PHOENIX, AZ — A 6-year-old girl who was separated from her family under the Trump administration’s zero-tolerance immigration policy was sexually abused twice by an older child at a detention center near Phoenix, according to a new report from The Nation. The magazine also obtained a copy of documents that appear to tell the girl it was her responsibility to stay away from her abuser after the first incident was reported.
Claiming “credible fear” that she and her family would be harmed in gang violence if they returned to Guatemala, the girl’s mother crossed the U.S. border with her daughter at El Paso, Texas, on May 24, according to the report. They were separated two days later, and the girl was sent to Casa Glendale, a shelter outside of Phoenix run by Southwest Key Programs, which operates 26 such facilities under contract with the federal government.
The girl’s father was already living in California without documentation, according to the report.
On June 11, he received a call from Southwest Key saying his daughter and other girls had been fondled by another detained child on June 4. Mark Lane, a spokesman for the family, told The Nation that Southwest Key required the 6-year-old to sign the form acknowledging that it was her responsibility to maintain her distance from the other youth involved. You can see the form on The Nation website.
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Officials from Southwest Key told the father of the child, who is identified as D.L., that changes were being made that would prevent similar abuse from occurring again. But on June 22, Southwest Key again called D.L.’s father and said the same boy had hit and fondled his daughter again.
When the father cited assurances from Southwest Key after the first incident that the abuse wouldn’t be repeated and asked how it had been allowed to happen again, the woman who called him said she wasn’t authorized to say more, Lane told The Nation. He had asked to speak with a social worker after the first report and was promised the opportunity to do so, the report said, but that never happened.
Lane and the family were connected through Families Belong Together, a coalition of civil rights groups that has joined an international outcry over both the family separations and conditions inside the detention centers.
On Friday, a federal judge in Los Angeles said she planned to appoint an independent monitor to evaluate conditions for immigrant children at U.S. border facilities following a spate of reports of spoiled food, insufficient water and frigid conditions. The order by Judge Dolly M. Gee came on the heels of a separate court mandate from San Diego that required the federal government to reunite about 2,000 families separated at the border.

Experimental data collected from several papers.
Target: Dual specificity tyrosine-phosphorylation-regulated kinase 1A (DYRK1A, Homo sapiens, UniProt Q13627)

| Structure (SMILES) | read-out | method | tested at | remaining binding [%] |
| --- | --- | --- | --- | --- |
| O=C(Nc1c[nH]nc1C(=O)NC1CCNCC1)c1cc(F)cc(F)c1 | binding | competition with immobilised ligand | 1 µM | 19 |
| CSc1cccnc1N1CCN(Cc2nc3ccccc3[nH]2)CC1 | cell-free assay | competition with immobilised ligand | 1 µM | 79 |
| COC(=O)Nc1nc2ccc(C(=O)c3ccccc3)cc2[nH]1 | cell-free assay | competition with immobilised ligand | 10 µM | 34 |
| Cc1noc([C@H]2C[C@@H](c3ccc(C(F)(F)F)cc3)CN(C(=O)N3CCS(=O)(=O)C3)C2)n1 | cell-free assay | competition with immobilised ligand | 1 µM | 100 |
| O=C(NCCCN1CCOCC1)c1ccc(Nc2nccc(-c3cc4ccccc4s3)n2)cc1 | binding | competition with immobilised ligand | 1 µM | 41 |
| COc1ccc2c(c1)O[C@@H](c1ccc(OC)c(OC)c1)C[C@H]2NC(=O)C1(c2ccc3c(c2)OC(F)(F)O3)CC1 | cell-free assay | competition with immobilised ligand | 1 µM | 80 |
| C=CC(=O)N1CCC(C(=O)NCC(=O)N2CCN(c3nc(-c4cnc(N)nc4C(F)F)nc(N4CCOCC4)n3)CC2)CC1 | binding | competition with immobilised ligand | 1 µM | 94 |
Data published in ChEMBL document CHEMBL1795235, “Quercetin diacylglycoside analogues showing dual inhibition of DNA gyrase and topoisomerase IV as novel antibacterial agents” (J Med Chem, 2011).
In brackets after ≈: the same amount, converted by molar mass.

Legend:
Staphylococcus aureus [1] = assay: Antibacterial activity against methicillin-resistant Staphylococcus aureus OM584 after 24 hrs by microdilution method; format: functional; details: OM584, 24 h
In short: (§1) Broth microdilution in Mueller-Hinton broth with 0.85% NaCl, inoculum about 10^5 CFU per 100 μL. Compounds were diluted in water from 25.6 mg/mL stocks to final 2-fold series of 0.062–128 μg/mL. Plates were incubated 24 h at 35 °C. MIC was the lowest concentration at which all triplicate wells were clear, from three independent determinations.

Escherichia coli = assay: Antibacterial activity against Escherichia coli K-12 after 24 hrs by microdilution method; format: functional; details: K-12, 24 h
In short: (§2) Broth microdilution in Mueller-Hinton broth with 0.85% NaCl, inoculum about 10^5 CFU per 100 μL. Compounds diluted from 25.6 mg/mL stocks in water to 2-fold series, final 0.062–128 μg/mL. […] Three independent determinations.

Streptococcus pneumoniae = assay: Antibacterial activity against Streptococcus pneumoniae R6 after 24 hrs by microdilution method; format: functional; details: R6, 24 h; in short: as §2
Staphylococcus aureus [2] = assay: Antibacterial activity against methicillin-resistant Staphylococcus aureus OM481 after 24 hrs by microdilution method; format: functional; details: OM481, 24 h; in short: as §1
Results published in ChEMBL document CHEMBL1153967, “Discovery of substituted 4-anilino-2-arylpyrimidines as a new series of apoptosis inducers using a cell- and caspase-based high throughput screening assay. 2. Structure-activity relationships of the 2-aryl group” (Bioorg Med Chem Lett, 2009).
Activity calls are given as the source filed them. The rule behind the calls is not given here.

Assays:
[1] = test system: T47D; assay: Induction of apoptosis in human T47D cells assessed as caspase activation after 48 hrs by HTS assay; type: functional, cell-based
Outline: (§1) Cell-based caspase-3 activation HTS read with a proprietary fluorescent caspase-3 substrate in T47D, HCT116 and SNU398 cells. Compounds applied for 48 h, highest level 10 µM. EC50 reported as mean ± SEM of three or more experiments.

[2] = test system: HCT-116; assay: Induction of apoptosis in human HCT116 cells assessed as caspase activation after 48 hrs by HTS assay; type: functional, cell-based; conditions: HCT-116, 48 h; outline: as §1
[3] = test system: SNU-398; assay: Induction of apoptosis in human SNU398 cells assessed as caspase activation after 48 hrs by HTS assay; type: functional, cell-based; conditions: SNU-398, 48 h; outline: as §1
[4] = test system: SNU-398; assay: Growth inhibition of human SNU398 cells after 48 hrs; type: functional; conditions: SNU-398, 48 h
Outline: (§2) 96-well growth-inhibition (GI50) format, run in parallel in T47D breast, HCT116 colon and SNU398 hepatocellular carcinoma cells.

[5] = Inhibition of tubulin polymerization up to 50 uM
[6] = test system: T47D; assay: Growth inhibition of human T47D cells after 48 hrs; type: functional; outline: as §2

The Trump administration said last week that more than 1,800 children have been reunited with parents and sponsors but hundreds remain apart, signaling a potentially arduous task ahead. The administration said 1,442 children 5 and older had been reunified with their parents in U.S. Immigration and Customs Enforcement custody and 378 others were released “in other appropriate circumstances,” including to other sponsors. Still, more than 700 parents were deemed not eligible or currently not eligible, and many of them have been deported. Of those, 431 children have parents outside the United States.
Southwest Key, an Austin, Texas-based nonprofit that runs 26 facilities across the United States and will be paid about $458 million by the federal government this year, has been cited for hundreds of violations by state regulators in Texas over the past several years, according to a report by Texas Monthly. Some of the reports were fairly benign, the magazine said, but others are egregious, including one report in 2014 that an employee of a Casa Rio Grande shelter “engaged in an inappropriate relationship with a child.”
The mother of the child at the center of The Nation’s report was still detained in El Paso when she learned about the alleged abuse. She said through a translator that she “felt really horrible” because she couldn’t do anything to help her child because she was detained more than 400 miles away.
“It was a nightmare,” she told the magazine. “When my husband told me what happened, I felt helpless. She was so little, she was probably so scared, probably afraid to say anything to anyone. It was a total nightmare for me.”
D.L. and her parents have since been reunited, but her mother said the separation has traumatized her daughter and she still acts as if she is in detention.
“I hugged her, I was crying. She didn’t recognize me,” the mother said. “She told me that she thought I was never going to be with her again and that she was going to have to live with another lady. She behaved like she was still in detention. She wouldn’t touch me, hug me, or kiss me.
“It lasted for a couple of days,” said D.L’s mother. “She didn’t know I was her mom. She thought I was another social worker.”
The girl’s mother said her daughter “behaves like she is programmed” and has said that she doesn’t “want to go back to that place where [she has to] sleep alone with other kids.”
Photo by Spencer Platt/Getty Images: File